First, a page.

Graduating from college is no easy feat, but for one agricultural education alumnus, it just wasn’t enough. Will Johnson (’17) has went above and beyond after graduation from Kansas State University.
After student teaching in the spring of 2017 at Cimarron High School, he took a leap and accepted a job as a teacher at Sublette High School, a nearby school that didn’t have an FFA program – that quickly changed.
During the summer, Johnson converted the essentially unused shop from storage to a working environment and began paperwork to start an FFA program at the school.
Johnson, a Whitewater, Kansas, native, says, “I really like the area and the people out here. It seemed like a chance to start something new for the community.”
This fall he is teaching an introduction to agriculture class for eighth graders and an agriculture, food, and natural resources class; an animal science class; and an agricultural structures class for high school students. In the future, he hopes to add a plant and soil science class and research in agriculture class to the curriculum.
A little over a year ago, Dr. Gaea (Wimmer) Hock (’03, ’06) and Dr. Jonathan Ulmer joined the Department of Communications and Agricultural Education as agricultural education faculty.
Throughout the past year, these two have been busy preparing students to go back into the classroom as teachers, adding technology into their projects, and igniting positive change within the program. One prominent change they are working on together, with the help of instructor Brandie Disberger, is to revise the agricultural education curriculum credit hours and add three new courses to the program.
In addition to teaching courses, Hock also offers opportunities for students to conduct undergraduate research projects regarding agricultural education and FFA programs in the state. Furthermore, she intends to lead a study abroad trip to the Czech Republic in the future.
The agricultural education program has more opportunities than ever, and students are noticing.
“For teachers looking for new ideas in their classrooms, who don’t feel like they have the time during the school year, CASE is a great way to prepare yourself for a more rigorous and STEM-focused class,” says Brandie Disberger, agricultural education instructor.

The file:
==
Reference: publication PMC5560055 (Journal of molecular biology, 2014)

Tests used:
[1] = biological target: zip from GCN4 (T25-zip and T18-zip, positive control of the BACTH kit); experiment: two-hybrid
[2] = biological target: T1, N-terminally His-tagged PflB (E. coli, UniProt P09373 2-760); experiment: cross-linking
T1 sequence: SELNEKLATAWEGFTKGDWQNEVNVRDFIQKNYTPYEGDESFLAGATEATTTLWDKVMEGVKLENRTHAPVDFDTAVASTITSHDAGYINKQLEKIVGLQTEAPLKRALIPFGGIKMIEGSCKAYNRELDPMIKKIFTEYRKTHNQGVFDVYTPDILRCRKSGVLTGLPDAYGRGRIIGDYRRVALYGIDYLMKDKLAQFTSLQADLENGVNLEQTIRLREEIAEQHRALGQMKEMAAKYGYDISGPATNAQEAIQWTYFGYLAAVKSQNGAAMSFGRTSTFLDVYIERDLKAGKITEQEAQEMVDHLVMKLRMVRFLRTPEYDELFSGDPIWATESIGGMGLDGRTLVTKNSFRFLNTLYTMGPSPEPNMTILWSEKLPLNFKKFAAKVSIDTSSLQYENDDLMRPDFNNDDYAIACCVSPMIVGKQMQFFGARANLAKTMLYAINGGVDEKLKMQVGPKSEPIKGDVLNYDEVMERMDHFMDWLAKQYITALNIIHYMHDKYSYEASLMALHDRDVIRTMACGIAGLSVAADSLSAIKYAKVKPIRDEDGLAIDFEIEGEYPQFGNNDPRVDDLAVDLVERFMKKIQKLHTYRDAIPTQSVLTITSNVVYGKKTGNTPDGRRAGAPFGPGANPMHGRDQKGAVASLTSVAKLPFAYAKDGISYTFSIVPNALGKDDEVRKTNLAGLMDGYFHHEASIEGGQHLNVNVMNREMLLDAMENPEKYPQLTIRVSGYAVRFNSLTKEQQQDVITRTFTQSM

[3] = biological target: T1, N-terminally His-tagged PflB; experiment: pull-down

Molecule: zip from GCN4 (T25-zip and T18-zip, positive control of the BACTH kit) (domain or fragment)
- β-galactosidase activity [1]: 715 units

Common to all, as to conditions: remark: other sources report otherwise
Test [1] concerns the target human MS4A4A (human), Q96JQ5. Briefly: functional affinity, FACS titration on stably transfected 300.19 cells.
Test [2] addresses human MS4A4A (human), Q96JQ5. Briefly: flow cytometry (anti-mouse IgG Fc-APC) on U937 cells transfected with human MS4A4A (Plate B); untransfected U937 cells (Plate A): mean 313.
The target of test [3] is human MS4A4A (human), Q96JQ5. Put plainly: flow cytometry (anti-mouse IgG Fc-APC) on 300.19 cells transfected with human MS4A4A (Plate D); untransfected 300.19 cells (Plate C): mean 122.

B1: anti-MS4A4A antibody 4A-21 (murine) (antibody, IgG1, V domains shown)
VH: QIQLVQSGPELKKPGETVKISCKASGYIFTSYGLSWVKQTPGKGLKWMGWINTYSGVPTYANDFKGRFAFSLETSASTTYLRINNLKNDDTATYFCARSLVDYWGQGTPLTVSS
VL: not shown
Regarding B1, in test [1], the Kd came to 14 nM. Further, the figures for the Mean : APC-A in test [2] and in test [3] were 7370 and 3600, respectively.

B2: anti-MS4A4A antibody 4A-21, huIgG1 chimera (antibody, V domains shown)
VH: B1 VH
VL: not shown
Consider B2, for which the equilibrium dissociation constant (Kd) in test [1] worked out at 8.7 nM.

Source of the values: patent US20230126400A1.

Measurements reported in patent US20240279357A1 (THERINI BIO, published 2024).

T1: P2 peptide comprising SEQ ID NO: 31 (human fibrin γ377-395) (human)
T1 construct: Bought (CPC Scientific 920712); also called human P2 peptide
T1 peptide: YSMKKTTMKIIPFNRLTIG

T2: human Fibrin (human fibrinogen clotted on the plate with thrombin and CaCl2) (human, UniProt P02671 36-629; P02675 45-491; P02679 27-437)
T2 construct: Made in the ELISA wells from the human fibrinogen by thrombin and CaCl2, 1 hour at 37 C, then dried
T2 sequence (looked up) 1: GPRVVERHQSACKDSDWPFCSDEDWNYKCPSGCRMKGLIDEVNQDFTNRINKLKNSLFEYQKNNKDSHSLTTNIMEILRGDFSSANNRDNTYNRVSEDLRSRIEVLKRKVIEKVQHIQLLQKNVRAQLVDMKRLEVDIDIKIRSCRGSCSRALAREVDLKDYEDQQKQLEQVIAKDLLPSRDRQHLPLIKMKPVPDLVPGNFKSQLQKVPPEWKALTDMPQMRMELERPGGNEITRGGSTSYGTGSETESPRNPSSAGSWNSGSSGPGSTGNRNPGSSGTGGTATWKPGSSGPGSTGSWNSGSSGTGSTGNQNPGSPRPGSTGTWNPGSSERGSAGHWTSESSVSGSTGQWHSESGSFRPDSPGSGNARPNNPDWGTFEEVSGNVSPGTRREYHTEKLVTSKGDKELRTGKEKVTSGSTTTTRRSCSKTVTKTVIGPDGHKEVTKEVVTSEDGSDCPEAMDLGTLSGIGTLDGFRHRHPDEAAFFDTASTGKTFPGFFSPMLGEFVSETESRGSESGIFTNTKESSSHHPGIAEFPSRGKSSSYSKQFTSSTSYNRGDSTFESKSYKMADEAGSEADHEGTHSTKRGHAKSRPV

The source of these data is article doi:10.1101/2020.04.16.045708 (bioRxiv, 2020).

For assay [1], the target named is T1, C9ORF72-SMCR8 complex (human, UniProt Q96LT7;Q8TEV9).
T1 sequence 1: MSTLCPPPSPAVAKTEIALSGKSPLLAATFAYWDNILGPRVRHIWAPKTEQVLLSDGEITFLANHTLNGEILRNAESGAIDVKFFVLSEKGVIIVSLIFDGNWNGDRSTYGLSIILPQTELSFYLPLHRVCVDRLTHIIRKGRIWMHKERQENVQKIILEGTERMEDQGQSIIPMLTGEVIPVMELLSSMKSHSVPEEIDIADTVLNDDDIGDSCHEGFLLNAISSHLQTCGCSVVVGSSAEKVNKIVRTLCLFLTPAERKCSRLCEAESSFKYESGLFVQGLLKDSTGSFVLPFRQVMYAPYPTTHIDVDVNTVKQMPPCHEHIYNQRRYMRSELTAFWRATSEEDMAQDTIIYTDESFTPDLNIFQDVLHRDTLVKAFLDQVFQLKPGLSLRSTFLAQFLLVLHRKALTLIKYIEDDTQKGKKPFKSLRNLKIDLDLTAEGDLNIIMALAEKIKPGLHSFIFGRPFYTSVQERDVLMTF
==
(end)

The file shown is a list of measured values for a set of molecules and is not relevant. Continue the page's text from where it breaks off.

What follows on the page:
Alumnus Jay O’Brien (’13) did not begin his college career knowing he wanted to be an agricultural education major.
“I came from a family that homesteaded in the 1800s in the Cherryvale area, so I originally thought I might want to be a farmer or rancher, or even considered engineering,” O’Brien says. “I found a niche at K-State in the Agricultural Education Club and within my agriculture classes. From there, I started to be more involved with both.”
Each October, the Kansas State University agricultural education program selects students to travel to the National FFA Convention. These students represented the K-State Agricultural Education Club, the Department of Communications and Agricultural Education, and the entire College of Agriculture.
A recent campaign aims to bring attention to the nationwide shortage of agricultural educators. This shortage includes the state of Kansas, home to 176 agricultural education programs. Shannon Washburn, agricultural education professor explains schools that previously did not have programs have added them, increasing the demand for teachers.
The school year is off to a great start with events within and outside the classroom and plenty of students to attend them. The department began fall semester with a record-breaking number of 30 new students in the agricultural communications and journalism major: 7 transfers from other majors, 5 transfers from other institutions and 18 freshmen. Overall, there is now a historic high of 83 students in the major.
We know our alumni are doing great things because their names keep coming up at awards ceremonies. In case you have not heard the news, here is a list of recently honored alumni:
On the Education Side: In addition to recognizing teachers for their years of service, The Kansas Association of Agricultural Editors (KAAE) recognizes outstanding agriculture teachers. Congratulations to our agricultural education alumni honored this summer!
Laura Priest ’06, Lawrence Free State HS—KAAE Young Teacher of the Year